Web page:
This fall I’ve taken my kids to three college football games. One of the unintended consequences of this activity is that they think I don’t know a darn thing about how to play the game.
Take Saturday, for example. I take the kids to the park so we can play football. I divide everyone up into teams and hand the ball to my oldest kid. He gives me a quizzical look and hands the ball back to me.
“We can’t play yet,” he says.
“Why not?” I reply.
“Because we haven’t run out of the tunnel yet,” he says matter-of-factly.
Now it’s my turn to give him a quizzical look. “What are you talking about?”
“Before the game starts the players run out of the tunnel and you say what team you’re playing for.”
Now I get it. At the games I’ve taken them to, the teams run out of tunnels on the other side of the field. He wants to do the same thing.
“OK,” I say, “run out of the tunnel.
He and his brother run around the park and yell “Denver Broncos!” at the top of their lungs. They run back to me and I hand the ball to him.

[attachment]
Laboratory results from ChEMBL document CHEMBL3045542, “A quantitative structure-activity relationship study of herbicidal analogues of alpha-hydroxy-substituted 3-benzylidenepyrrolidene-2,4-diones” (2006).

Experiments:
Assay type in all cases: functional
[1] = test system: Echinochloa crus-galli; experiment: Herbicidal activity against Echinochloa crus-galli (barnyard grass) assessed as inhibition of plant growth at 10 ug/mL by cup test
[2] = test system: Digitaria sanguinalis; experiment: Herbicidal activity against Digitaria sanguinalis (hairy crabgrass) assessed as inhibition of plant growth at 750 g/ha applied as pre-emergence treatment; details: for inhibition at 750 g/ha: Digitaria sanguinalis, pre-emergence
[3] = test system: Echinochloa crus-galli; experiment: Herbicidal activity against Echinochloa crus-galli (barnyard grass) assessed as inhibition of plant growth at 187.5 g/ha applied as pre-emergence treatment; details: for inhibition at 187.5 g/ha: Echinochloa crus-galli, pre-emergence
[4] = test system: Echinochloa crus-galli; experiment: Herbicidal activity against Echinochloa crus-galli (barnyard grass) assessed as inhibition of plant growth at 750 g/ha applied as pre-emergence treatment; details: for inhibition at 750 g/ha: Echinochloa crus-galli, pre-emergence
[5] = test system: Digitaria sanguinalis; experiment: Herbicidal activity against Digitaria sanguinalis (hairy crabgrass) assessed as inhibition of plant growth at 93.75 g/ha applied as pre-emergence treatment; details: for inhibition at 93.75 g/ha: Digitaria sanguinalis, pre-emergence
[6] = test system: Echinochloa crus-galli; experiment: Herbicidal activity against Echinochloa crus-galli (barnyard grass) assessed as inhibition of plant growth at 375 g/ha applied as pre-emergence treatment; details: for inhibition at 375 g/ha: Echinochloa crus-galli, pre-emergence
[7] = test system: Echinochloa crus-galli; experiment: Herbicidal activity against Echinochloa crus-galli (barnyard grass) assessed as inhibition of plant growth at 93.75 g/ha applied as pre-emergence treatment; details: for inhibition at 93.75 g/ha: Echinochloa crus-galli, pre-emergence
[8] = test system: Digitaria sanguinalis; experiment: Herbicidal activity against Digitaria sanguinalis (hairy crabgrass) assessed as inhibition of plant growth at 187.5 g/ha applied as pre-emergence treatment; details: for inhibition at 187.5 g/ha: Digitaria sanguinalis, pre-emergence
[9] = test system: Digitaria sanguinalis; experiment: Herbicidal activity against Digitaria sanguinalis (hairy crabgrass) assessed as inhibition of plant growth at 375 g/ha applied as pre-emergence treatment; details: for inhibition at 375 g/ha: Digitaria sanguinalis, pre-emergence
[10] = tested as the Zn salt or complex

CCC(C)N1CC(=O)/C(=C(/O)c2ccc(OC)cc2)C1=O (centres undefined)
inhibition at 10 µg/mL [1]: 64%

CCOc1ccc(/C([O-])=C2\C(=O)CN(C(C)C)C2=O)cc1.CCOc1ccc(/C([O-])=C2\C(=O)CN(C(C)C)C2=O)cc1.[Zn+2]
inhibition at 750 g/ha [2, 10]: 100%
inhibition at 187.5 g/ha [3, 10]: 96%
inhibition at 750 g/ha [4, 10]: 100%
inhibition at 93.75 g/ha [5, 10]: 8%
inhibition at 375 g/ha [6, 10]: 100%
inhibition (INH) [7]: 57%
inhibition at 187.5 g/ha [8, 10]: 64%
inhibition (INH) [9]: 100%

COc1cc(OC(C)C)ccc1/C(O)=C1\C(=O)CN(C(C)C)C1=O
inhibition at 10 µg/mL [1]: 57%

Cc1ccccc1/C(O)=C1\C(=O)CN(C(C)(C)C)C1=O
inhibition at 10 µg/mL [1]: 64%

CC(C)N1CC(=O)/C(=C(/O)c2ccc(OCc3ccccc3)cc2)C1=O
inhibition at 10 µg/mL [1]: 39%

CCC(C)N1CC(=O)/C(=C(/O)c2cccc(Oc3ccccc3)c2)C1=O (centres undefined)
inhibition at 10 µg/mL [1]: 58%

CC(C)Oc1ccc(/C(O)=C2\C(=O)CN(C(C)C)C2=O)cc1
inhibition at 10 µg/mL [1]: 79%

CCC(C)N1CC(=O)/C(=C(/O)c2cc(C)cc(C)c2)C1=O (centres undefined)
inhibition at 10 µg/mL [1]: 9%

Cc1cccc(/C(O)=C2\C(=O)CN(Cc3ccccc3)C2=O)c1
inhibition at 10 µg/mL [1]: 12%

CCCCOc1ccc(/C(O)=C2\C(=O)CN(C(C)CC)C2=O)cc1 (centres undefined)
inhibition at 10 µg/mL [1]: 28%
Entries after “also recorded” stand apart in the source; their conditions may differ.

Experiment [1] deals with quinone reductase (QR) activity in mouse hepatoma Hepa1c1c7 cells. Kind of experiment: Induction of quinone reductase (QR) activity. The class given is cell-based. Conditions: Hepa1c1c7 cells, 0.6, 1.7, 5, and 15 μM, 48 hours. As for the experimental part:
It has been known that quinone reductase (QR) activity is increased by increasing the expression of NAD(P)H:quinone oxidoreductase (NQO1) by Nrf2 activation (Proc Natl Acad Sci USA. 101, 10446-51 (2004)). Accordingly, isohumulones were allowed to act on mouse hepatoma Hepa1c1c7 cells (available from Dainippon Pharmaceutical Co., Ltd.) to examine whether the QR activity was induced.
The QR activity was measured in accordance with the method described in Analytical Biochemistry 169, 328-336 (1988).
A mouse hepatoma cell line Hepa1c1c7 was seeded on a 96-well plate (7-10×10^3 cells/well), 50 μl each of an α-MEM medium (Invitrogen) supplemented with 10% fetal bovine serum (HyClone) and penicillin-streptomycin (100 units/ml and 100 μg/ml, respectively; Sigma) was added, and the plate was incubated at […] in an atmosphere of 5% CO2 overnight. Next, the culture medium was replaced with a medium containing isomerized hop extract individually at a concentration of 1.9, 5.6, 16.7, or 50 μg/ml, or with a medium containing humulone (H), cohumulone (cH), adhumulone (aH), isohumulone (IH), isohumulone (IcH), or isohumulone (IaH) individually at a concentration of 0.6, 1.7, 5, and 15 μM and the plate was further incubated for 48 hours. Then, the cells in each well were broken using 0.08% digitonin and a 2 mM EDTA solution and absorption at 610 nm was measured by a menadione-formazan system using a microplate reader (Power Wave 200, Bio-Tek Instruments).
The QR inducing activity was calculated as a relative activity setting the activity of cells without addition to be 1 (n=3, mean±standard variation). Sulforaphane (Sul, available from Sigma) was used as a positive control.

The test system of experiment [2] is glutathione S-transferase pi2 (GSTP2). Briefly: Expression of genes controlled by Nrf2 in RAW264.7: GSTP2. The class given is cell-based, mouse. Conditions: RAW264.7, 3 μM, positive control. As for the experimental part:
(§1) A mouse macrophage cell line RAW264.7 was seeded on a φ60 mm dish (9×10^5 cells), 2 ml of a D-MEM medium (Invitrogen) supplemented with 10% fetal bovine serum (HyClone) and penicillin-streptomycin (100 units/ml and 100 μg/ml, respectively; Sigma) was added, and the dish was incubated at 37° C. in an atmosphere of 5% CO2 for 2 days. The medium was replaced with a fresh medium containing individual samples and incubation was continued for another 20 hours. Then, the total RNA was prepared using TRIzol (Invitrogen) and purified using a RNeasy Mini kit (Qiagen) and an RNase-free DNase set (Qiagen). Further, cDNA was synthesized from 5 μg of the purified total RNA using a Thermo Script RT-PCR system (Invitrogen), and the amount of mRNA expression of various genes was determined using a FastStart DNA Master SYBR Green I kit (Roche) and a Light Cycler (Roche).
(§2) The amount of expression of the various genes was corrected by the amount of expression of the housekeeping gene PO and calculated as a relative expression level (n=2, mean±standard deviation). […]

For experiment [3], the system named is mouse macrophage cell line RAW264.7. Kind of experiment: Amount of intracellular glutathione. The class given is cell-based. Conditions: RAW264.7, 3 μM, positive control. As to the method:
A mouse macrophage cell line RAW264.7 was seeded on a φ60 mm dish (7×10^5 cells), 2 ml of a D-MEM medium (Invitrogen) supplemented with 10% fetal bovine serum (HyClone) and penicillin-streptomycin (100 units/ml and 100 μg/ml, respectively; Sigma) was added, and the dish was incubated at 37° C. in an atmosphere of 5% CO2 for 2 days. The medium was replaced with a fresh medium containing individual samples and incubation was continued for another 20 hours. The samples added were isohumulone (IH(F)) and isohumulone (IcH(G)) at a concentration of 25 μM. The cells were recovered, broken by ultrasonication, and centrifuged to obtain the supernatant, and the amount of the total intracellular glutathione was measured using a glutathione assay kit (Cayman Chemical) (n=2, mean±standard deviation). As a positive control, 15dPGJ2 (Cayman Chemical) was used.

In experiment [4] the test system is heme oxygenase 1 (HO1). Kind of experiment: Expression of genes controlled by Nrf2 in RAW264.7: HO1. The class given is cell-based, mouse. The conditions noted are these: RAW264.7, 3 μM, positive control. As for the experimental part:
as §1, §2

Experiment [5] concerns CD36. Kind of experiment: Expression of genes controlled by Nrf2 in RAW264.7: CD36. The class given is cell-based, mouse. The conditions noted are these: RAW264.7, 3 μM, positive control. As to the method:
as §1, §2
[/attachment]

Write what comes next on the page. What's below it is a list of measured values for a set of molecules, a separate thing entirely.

“Hike the ball,” I said.
“We can’t Dad,” he said. “You haven’t run out of the tunnel yet.”
“I don’t need to—“
“All the teams run out of the tunnel,” he says. “Oh, and you’re the Indianapolis Colts.”
The Colts? I don’t want to be the Colts. I open my mouth to object but realize it could be worse. He could have asked me to be the Oakland Raiders.
So me and my daughter run around the field and let the world know we’re the Colts. When I get back to the ling of scrimmage the oldest hands me the ball.
“You start,” I tell him.
“No, Dad. You need to kick the ball to us.”
“They kick the ball off to start the game,” he says as tosses me the ball.
The kickoff. How could I forget that?
I walk back to the goal line. My boys back up. I kick the ball over their heads. Laughing, they both run after it. My oldest picks up the ball and I wrestle him to the ground. He jumps up and gets ready to hike the ball to his brother.
“We’re going to get a touchdown!” he says before hiking the ball.
Let the game begin.